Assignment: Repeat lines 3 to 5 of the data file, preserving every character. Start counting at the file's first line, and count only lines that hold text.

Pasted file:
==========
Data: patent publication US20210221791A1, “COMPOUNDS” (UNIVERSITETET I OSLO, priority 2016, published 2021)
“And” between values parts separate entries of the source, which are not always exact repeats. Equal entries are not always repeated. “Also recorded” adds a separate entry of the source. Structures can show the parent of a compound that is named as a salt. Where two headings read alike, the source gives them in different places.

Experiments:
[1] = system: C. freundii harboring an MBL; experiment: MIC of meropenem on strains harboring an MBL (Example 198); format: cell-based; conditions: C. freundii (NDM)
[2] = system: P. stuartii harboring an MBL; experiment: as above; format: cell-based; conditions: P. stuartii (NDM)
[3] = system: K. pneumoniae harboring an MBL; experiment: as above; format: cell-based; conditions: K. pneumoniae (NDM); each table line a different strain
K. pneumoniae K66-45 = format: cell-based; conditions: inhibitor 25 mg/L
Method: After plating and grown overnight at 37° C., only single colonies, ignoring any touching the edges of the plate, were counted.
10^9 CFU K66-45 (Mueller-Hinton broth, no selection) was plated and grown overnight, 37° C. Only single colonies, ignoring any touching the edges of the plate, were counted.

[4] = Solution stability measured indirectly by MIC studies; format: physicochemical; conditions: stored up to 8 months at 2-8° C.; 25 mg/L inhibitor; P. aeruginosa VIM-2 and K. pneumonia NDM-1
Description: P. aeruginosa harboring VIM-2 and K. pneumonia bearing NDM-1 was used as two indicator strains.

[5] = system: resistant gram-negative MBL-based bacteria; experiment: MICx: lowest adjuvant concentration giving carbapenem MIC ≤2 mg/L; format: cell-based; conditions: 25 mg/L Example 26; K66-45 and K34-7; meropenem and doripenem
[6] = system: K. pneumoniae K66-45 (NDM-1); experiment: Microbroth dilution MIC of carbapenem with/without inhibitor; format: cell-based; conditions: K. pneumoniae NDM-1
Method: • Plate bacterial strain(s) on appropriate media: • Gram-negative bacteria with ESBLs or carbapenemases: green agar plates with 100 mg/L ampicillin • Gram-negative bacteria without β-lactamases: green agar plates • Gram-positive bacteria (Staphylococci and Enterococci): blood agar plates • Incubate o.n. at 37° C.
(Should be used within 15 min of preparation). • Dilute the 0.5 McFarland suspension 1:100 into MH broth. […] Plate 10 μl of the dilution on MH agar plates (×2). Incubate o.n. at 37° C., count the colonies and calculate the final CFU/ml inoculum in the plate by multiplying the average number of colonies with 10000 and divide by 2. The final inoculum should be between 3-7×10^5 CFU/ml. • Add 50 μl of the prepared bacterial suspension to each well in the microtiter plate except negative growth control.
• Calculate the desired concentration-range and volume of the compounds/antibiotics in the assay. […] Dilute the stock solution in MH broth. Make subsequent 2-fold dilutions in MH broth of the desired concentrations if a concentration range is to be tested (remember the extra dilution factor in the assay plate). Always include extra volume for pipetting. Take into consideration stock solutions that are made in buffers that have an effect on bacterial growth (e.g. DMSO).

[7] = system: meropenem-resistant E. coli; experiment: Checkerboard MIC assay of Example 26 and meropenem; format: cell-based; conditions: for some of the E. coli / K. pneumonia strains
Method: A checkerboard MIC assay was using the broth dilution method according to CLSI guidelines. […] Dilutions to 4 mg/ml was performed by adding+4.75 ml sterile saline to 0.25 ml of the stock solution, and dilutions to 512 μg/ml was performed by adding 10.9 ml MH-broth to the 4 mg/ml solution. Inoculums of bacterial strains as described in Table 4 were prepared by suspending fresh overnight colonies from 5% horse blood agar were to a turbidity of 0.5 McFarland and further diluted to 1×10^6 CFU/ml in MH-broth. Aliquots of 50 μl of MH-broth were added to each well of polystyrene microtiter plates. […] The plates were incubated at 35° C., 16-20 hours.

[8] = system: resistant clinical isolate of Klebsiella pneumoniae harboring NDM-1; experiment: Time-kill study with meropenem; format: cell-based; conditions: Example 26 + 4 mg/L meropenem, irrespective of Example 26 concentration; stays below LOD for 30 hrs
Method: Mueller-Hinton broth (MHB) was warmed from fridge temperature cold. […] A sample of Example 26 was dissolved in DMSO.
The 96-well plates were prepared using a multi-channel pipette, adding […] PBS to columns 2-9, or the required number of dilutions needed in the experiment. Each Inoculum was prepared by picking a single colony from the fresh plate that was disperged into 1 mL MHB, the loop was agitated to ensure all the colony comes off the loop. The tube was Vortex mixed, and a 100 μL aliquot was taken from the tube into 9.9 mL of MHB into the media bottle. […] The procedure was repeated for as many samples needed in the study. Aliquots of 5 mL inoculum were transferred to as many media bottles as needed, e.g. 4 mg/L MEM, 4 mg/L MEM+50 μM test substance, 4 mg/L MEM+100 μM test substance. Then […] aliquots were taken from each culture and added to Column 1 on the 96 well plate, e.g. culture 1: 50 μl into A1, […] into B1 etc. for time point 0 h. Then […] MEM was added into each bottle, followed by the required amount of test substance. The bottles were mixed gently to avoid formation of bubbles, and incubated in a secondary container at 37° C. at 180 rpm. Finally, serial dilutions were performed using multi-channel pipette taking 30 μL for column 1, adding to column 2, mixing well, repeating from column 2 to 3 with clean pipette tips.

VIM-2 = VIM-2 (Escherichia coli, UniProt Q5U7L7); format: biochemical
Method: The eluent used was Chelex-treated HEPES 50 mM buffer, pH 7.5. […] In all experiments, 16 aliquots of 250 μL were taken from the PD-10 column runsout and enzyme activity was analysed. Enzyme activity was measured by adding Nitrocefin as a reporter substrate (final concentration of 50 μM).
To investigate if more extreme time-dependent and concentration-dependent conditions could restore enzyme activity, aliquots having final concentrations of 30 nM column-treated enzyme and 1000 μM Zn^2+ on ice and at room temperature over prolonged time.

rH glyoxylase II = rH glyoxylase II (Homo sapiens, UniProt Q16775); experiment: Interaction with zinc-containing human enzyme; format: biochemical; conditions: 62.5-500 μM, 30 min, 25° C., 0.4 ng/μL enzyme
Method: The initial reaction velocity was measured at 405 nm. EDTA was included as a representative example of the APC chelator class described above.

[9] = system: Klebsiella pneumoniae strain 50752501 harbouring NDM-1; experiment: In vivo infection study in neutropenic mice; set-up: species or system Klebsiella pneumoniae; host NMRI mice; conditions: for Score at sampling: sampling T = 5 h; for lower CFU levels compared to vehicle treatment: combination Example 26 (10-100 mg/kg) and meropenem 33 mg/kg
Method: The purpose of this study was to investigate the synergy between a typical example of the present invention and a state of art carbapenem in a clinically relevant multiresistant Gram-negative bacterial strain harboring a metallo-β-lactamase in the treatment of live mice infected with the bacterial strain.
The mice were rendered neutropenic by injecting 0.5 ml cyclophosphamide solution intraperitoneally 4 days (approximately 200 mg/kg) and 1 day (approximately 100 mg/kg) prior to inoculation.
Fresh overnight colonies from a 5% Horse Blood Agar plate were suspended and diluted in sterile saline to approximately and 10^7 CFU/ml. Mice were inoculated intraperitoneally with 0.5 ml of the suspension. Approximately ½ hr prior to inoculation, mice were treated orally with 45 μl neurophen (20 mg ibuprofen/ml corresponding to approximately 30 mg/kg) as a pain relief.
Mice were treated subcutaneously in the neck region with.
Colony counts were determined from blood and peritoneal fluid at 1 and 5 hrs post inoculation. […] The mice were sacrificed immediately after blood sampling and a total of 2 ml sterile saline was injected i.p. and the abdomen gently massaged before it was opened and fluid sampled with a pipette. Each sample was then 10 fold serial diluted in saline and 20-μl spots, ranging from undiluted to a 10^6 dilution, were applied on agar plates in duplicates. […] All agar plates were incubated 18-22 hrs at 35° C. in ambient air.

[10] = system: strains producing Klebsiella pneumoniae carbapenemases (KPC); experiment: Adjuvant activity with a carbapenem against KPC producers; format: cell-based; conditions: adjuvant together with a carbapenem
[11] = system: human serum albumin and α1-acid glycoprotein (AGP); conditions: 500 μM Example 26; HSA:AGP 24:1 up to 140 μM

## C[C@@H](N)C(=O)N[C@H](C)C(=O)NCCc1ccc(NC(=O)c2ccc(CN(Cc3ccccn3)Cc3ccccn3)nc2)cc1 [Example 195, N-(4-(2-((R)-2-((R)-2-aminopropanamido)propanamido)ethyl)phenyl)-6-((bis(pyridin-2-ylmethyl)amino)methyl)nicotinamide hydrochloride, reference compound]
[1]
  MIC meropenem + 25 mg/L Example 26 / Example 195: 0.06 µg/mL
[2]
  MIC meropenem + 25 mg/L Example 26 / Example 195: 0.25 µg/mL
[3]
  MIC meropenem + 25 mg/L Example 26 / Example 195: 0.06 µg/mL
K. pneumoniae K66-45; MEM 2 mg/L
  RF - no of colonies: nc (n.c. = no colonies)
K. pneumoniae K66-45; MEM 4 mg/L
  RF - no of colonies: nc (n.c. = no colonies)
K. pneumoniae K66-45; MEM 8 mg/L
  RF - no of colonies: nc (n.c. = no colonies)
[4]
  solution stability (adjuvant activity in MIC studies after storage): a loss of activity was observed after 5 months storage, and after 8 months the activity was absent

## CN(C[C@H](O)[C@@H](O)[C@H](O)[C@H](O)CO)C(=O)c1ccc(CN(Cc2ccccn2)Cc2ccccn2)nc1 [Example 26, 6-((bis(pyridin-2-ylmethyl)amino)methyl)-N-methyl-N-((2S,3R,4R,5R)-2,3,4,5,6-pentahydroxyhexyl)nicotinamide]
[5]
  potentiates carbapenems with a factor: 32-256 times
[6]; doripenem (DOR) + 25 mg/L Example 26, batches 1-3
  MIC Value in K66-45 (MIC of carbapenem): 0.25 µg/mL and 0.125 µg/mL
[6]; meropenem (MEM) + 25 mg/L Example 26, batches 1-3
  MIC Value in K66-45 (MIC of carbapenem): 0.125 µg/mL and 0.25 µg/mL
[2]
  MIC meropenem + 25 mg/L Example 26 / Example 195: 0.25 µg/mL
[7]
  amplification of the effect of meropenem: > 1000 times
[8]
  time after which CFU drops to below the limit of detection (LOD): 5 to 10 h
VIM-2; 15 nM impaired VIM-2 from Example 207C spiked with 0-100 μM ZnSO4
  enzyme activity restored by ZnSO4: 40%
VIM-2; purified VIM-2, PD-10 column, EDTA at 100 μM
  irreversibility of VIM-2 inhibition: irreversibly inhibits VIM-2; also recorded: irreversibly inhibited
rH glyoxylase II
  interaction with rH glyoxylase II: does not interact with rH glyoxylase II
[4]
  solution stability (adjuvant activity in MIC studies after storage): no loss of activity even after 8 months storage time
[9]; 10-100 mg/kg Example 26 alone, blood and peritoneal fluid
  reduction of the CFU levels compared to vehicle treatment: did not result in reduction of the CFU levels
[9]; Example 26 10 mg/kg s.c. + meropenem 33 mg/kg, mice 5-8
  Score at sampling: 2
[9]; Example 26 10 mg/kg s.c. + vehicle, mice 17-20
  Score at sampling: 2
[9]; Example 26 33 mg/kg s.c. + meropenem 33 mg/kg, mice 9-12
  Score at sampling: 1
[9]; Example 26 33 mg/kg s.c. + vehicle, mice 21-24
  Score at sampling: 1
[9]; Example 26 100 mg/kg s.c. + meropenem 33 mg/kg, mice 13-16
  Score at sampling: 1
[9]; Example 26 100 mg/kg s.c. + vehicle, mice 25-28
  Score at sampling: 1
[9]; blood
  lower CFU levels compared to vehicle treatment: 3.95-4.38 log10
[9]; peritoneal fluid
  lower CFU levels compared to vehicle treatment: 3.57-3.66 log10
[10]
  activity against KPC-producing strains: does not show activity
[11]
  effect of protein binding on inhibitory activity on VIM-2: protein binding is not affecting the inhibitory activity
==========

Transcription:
Experiments:
[1] = system: C. freundii harboring an MBL; experiment: MIC of meropenem on strains harboring an MBL (Example 198); format: cell-based; conditions: C. freundii (NDM)
[2] = system: P. stuartii harboring an MBL; experiment: as above; format: cell-based; conditions: P. stuartii (NDM)